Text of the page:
Botswana is a completely landlocked country in the centre of Southern Africa. One of Southern Africa’s longest rivers, the Okavango, flows into the north-western part of the country, forming the UNESCO World Heritage Site Okavango Delta. Botswana shares borders with South Africa, Namibia, Zambia and Zimbabwe.

The country covers an area of about 582,000 sq.km² and is relatively flat, at roughly 900 metres above sea level, with gentle undulations and occasional rocky outcrops. The Kalahari Desert occupies more than 70 % of the country, with valleys and pans etched across the landscape. The eastern part of Botswana contains the highest (1,500 metres) and the lowest (500 metres) points of elevation, with hills and deep valleys, whereas the flat vast western portion of the country is semi-arid with rocky outcrops.

The wet seasons occur with significant inter-annual variation, with frequent periods of severe drought. Rainfall is erratic, ranging from 250 mm per year in the south west to over 600mm in the north east. Winters are dry with temperatures dropping to an extreme of about minus 7 degrees Celsius, more commonly though they are nearer zero, with July being the coldest month. Summer months can be very hot, but mean temperatures seldom rise above 39 degrees Celsius.

Gaborone is the capital city and is located in the south east of Botswana.  Other major towns include Francistown, Lobatse, Selebi-Phikwe and Jwaneng. There are sixteen Administrative Districts and associated Councils. The Central Government is represented in each District by the Department of District Administration, headed by a District Commissioner.

The total population size and density as per the 2011 Census are 2,024,904 and 3.5 persons per square kilometre respectively. The population is concentrated in the eastern parts of the country. These are better suited for arable production due to relatively favourable climatic and soil conditions.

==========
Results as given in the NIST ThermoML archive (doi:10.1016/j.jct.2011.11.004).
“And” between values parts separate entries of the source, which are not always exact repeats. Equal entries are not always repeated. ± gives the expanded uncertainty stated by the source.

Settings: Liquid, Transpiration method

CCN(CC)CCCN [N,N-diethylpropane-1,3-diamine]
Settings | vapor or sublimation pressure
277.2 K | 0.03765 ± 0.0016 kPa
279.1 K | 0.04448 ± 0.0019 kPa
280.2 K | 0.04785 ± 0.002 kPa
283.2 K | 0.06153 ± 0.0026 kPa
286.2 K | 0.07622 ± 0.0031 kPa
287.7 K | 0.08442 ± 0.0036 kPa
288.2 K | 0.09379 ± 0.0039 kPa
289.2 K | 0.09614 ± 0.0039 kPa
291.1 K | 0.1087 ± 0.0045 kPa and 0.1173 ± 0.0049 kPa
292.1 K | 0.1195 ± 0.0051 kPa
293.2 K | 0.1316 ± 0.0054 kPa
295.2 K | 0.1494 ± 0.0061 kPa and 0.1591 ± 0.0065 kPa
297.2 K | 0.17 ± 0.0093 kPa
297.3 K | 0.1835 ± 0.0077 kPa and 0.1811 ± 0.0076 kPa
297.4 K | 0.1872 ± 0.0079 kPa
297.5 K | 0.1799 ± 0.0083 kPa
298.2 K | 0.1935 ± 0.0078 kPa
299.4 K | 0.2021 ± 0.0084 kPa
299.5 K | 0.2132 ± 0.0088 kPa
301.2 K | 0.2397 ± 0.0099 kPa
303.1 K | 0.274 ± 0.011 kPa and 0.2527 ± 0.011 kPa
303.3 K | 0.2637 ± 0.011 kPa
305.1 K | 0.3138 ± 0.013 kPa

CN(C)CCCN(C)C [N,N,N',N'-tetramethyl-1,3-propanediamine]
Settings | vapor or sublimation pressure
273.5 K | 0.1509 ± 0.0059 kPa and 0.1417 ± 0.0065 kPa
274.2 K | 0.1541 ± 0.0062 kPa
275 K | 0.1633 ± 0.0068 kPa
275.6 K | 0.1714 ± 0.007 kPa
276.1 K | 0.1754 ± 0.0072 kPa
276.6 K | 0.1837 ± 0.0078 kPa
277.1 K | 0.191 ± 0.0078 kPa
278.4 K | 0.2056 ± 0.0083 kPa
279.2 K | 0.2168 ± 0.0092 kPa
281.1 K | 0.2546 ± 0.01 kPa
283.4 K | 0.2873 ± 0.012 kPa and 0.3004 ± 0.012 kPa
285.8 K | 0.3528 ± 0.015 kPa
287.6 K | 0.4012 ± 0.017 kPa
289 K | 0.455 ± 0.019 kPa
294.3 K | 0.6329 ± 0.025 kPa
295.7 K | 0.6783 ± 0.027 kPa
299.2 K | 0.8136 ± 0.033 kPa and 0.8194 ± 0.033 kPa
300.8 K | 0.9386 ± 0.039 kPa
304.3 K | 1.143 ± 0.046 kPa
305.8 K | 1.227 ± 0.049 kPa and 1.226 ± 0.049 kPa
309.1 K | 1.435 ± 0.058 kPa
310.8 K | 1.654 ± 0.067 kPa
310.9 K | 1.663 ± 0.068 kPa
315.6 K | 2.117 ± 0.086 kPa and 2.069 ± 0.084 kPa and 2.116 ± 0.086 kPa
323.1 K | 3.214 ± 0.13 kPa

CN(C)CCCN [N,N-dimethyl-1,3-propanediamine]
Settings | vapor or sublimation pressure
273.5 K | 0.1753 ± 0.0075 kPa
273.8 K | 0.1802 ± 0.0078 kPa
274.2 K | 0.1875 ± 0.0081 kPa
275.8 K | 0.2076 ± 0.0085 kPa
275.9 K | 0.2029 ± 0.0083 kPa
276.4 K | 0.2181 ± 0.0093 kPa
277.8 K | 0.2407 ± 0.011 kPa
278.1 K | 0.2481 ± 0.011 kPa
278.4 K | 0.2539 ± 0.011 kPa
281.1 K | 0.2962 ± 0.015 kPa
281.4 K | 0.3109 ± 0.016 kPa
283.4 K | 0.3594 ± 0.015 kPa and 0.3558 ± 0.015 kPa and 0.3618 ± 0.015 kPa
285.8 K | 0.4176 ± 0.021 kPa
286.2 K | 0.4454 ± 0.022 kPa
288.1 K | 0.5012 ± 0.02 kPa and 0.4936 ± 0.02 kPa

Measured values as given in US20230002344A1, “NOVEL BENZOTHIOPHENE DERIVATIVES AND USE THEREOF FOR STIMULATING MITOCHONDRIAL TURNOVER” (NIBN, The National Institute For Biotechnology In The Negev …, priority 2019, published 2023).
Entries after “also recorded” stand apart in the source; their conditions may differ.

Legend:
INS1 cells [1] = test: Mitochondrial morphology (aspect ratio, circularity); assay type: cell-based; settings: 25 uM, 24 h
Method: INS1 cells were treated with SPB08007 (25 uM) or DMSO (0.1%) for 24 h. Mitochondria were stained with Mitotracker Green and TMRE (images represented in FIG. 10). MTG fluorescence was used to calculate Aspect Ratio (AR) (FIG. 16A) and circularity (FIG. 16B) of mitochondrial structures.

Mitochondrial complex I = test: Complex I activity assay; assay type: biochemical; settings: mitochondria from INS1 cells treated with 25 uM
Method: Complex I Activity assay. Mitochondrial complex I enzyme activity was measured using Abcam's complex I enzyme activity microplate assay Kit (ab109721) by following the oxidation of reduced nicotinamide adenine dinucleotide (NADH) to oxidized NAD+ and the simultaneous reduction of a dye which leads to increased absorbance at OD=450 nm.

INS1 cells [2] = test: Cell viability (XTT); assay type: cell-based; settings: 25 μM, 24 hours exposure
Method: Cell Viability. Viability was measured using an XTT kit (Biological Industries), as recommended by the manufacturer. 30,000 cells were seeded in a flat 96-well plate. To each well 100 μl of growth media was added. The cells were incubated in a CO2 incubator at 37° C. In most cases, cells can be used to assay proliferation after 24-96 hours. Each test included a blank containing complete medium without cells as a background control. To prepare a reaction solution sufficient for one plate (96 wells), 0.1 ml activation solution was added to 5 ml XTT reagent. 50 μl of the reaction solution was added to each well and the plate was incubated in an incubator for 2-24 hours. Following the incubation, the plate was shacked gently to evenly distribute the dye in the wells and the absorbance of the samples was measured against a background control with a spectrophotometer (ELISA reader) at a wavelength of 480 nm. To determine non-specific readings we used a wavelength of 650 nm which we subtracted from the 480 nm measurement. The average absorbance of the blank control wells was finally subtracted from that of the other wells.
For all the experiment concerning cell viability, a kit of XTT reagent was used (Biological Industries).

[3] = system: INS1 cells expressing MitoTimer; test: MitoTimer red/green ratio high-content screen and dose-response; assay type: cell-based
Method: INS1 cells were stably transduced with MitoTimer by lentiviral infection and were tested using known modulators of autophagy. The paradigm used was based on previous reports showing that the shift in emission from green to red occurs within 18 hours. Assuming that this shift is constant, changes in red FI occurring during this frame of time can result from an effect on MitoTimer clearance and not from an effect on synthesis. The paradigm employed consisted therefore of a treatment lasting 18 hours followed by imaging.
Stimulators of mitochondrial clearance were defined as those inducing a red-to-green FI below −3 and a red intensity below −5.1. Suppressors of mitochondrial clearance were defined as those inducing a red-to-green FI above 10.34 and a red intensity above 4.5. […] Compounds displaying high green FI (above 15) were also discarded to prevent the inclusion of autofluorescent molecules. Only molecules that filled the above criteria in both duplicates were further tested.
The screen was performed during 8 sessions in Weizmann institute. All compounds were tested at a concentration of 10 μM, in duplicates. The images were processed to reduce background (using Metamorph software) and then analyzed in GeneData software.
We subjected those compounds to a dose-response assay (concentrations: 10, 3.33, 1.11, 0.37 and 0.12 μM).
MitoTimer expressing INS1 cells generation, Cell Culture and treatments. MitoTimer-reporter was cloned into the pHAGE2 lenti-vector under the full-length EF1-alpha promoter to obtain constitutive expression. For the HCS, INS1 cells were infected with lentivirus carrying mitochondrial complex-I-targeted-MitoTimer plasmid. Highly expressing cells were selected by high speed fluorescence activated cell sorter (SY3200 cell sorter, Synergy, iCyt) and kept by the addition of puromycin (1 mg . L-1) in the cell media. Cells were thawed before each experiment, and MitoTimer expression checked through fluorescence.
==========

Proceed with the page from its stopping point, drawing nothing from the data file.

Setswana is the national language, while English is the official language used in business and most Government affairs. There are also some indigenous languages which includes several ethnic groups dominated by those who are Setswana speaking, all of which are known as Batswana. Christianity is the main religion and there are a number if indigenous religions throughout the country.

The mining sector, and in particular diamond mining, is the major contributor to the export base, and government policy endeavours to reduce the vulnerability arising from the heavy dependence on diamonds.The livestock industry contributes about 80 % of agriculture’s share of Gross Domestic Product (GDP). Beef processing accounts for about 80 % of the livestock industry, and over 95 % of beef production is exported.Tourism continues to play an increasingly significant role in the diversification of the economy. Botswana’s impressive economic performance over the past four decades is mainly due to the success of its export sector.

Botswana is a multi-party democracy, with elections held every five years. The president is the Head of State.

The country’s wildlife resources are the foundation on which the tourism industry has been built. Botswana’s most famous wildlife habitat is the Okavango Delta, which covers some 16,800 km², and is a unique area of lagoons, reed-fringed waterways and islands. Other major attractions of Botswana’s pristine beauty can be found in the Kalahari Game Reserve, the Makgadikgadi Pans, the Chobe National Park, the Tuli block and the Tsodilo Hills Monument, a World Heritage Site with its collection of pre-historic art.

Botswana's International Airport: Sir Seretse Khama International Airport (airport code: GBE) is located at the capital, Gaborone. International flights include Air Botswana (to/from Harare, Johannesburg, Lusaka, Nairobi, Victoria Falls, and Windhoek), Air Zimbabwe and South African Airways. You can also take a long-distance bus from several South African towns/cities as well as to and from Zimbabwe.

AHEAD Program (multifaceted technical assistance on challenges at the livestock / wildlife interface)

Our work is focused on promoting sectorally integrative land-use policy and practice in KAZA. Across much of KAZA, the conservation of wildlife is often in conflict with livestock production; infectious agents that can be carried by wild animals, particularly foot and mouth disease viruses, have made it difficult or impossible for beef farmers to enter the world market, due to restrictions based on the livestock’s proximity to wildlife. However, the current solution—vast fencing to separate livestock and wildlife—interrupts wild animal migration pathways and endangers population survival.

USAID Funded Combating Wildlife Crime Program

Community Development, Anti-Poaching, Improved Prosecution, Improved Communication and Cooperation, Understanding the dynamics of poaching.

Transboundary Natural Resource Management

Specific communities include Imusho Village Action Group in Sioma Ngwezi NP; Inyambo Community Trust; Simalaha Conservancy & Sekute Community Trust in Zambia; Chobe Enclave Conservation Trust (CECT) & Tcheku Trust in Botswana